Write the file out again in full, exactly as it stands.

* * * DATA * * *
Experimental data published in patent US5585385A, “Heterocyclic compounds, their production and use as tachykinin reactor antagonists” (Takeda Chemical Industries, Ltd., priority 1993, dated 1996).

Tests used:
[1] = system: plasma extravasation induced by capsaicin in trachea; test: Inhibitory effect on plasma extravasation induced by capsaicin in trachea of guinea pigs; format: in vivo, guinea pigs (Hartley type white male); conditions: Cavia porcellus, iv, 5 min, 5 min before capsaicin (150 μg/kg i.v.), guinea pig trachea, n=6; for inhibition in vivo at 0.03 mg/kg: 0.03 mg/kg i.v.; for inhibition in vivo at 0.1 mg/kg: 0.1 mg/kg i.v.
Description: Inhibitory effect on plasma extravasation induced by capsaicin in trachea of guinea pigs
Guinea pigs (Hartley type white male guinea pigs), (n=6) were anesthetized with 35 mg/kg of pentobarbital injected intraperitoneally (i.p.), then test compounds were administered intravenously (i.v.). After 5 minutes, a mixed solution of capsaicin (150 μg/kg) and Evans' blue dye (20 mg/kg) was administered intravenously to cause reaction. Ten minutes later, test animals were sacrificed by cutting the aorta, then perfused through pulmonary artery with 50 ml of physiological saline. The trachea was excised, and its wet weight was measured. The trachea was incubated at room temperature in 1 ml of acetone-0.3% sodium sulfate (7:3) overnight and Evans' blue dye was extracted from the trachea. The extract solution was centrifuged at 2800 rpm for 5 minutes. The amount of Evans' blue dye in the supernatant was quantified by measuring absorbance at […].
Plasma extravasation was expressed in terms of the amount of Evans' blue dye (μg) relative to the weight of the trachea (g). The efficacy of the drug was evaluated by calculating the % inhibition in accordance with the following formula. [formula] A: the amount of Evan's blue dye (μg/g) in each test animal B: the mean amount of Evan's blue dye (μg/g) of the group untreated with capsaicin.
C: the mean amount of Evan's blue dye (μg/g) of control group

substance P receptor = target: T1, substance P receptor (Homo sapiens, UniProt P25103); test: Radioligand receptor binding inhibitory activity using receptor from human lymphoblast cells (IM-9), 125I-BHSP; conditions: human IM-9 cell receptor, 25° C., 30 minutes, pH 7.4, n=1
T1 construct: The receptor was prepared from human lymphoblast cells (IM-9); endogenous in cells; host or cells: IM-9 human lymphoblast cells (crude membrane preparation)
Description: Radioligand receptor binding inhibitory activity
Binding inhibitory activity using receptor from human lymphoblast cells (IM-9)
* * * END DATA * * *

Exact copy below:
Experimental data published in patent US5585385A, “Heterocyclic compounds, their production and use as tachykinin reactor antagonists” (Takeda Chemical Industries, Ltd., priority 1993, dated 1996).

Tests used:
[1] = system: plasma extravasation induced by capsaicin in trachea; test: Inhibitory effect on plasma extravasation induced by capsaicin in trachea of guinea pigs; format: in vivo, guinea pigs (Hartley type white male); conditions: Cavia porcellus, iv, 5 min, 5 min before capsaicin (150 μg/kg i.v.), guinea pig trachea, n=6; for inhibition in vivo at 0.03 mg/kg: 0.03 mg/kg i.v.; for inhibition in vivo at 0.1 mg/kg: 0.1 mg/kg i.v.
Description: Inhibitory effect on plasma extravasation induced by capsaicin in trachea of guinea pigs
Guinea pigs (Hartley type white male guinea pigs), (n=6) were anesthetized with 35 mg/kg of pentobarbital injected intraperitoneally (i.p.), then test compounds were administered intravenously (i.v.). After 5 minutes, a mixed solution of capsaicin (150 μg/kg) and Evans' blue dye (20 mg/kg) was administered intravenously to cause reaction. Ten minutes later, test animals were sacrificed by cutting the aorta, then perfused through pulmonary artery with 50 ml of physiological saline. The trachea was excised, and its wet weight was measured. The trachea was incubated at room temperature in 1 ml of acetone-0.3% sodium sulfate (7:3) overnight and Evans' blue dye was extracted from the trachea. The extract solution was centrifuged at 2800 rpm for 5 minutes. The amount of Evans' blue dye in the supernatant was quantified by measuring absorbance at […].
Plasma extravasation was expressed in terms of the amount of Evans' blue dye (μg) relative to the weight of the trachea (g). The efficacy of the drug was evaluated by calculating the % inhibition in accordance with the following formula. [formula] A: the amount of Evan's blue dye (μg/g) in each test animal B: the mean amount of Evan's blue dye (μg/g) of the group untreated with capsaicin.
C: the mean amount of Evan's blue dye (μg/g) of control group

substance P receptor = target: T1, substance P receptor (Homo sapiens, UniProt P25103); test: Radioligand receptor binding inhibitory activity using receptor from human lymphoblast cells (IM-9), 125I-BHSP; conditions: human IM-9 cell receptor, 25° C., 30 minutes, pH 7.4, n=1
T1 construct: The receptor was prepared from human lymphoblast cells (IM-9); endogenous in cells; host or cells: IM-9 human lymphoblast cells (crude membrane preparation)
Description: Radioligand receptor binding inhibitory activity
Binding inhibitory activity using receptor from human lymphoblast cells (IM-9)